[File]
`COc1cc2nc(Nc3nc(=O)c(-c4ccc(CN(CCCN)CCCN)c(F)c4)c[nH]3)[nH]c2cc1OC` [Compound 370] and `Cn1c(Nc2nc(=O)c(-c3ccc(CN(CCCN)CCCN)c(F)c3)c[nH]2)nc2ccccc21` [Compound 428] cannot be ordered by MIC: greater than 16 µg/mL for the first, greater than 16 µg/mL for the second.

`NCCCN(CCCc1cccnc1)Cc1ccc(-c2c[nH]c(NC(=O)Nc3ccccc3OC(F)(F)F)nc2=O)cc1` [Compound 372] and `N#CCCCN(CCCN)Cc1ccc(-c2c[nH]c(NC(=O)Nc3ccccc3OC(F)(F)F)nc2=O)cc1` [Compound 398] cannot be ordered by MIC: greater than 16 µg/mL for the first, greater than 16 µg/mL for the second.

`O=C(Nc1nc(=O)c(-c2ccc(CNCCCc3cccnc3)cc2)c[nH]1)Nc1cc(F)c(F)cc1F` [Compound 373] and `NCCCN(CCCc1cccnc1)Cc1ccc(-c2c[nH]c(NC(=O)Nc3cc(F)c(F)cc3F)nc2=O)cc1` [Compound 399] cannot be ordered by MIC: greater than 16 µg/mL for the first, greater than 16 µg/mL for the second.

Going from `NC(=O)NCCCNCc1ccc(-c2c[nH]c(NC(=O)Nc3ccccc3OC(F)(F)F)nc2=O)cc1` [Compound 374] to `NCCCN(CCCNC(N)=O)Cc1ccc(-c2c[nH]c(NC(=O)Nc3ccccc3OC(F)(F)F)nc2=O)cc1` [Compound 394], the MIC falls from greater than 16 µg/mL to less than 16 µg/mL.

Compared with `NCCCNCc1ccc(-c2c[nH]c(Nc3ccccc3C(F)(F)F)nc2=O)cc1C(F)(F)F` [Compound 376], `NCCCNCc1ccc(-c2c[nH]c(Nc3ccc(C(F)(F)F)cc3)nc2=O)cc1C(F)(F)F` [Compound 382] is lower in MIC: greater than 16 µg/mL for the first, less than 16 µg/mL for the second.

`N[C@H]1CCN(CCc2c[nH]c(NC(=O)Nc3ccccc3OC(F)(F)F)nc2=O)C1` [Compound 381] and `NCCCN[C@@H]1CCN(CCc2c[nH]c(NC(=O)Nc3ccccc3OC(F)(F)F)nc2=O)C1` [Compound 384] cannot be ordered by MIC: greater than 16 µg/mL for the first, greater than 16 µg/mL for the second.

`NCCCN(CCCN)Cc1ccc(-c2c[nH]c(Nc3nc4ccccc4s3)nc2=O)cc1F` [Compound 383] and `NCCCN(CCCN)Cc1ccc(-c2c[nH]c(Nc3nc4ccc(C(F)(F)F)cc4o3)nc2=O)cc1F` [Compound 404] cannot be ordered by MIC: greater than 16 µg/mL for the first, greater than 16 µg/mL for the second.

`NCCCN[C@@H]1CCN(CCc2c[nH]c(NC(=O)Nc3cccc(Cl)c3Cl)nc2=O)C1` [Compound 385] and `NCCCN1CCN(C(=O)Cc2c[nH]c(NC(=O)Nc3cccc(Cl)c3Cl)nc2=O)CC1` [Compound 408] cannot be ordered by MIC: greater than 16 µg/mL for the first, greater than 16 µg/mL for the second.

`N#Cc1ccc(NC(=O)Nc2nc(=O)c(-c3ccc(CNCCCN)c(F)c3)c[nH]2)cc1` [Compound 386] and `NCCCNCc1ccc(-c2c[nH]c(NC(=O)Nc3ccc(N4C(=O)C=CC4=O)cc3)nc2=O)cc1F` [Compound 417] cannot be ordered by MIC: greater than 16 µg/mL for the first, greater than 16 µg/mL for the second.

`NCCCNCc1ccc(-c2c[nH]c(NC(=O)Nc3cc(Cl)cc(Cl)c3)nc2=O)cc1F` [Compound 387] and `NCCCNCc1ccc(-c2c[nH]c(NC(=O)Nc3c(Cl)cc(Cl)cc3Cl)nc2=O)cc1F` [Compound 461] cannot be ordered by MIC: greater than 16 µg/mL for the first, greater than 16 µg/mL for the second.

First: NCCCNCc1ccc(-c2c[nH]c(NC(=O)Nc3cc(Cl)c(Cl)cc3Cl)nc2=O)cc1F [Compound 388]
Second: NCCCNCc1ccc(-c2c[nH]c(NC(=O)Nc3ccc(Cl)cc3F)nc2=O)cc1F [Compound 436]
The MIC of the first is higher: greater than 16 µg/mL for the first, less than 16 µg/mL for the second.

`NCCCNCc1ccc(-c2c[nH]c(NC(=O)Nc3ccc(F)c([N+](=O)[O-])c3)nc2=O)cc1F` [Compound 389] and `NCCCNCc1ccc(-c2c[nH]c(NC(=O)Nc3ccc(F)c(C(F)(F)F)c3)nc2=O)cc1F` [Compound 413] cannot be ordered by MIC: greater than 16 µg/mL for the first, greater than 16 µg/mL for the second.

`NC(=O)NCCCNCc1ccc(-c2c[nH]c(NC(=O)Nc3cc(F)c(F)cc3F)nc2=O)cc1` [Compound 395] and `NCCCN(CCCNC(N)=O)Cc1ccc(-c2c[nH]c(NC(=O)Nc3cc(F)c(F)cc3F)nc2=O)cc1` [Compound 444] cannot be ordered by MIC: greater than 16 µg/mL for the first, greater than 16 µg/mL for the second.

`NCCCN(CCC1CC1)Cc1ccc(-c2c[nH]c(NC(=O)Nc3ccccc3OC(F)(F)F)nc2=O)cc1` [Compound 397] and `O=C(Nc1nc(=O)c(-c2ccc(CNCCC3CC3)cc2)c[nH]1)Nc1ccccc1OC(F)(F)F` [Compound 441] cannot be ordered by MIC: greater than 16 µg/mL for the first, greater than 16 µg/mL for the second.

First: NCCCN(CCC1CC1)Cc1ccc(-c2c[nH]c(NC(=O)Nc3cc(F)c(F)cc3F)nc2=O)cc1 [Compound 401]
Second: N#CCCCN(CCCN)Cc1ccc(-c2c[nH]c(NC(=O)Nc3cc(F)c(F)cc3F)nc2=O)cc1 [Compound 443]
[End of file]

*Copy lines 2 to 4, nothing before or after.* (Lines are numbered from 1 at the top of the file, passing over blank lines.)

`NCCCN(CCCc1cccnc1)Cc1ccc(-c2c[nH]c(NC(=O)Nc3ccccc3OC(F)(F)F)nc2=O)cc1` [Compound 372] and `N#CCCCN(CCCN)Cc1ccc(-c2c[nH]c(NC(=O)Nc3ccccc3OC(F)(F)F)nc2=O)cc1` [Compound 398] cannot be ordered by MIC: greater than 16 µg/mL for the first, greater than 16 µg/mL for the second.

`O=C(Nc1nc(=O)c(-c2ccc(CNCCCc3cccnc3)cc2)c[nH]1)Nc1cc(F)c(F)cc1F` [Compound 373] and `NCCCN(CCCc1cccnc1)Cc1ccc(-c2c[nH]c(NC(=O)Nc3cc(F)c(F)cc3F)nc2=O)cc1` [Compound 399] cannot be ordered by MIC: greater than 16 µg/mL for the first, greater than 16 µg/mL for the second.

Going from `NC(=O)NCCCNCc1ccc(-c2c[nH]c(NC(=O)Nc3ccccc3OC(F)(F)F)nc2=O)cc1` [Compound 374] to `NCCCN(CCCNC(N)=O)Cc1ccc(-c2c[nH]c(NC(=O)Nc3ccccc3OC(F)(F)F)nc2=O)cc1` [Compound 394], the MIC falls from greater than 16 µg/mL to less than 16 µg/mL.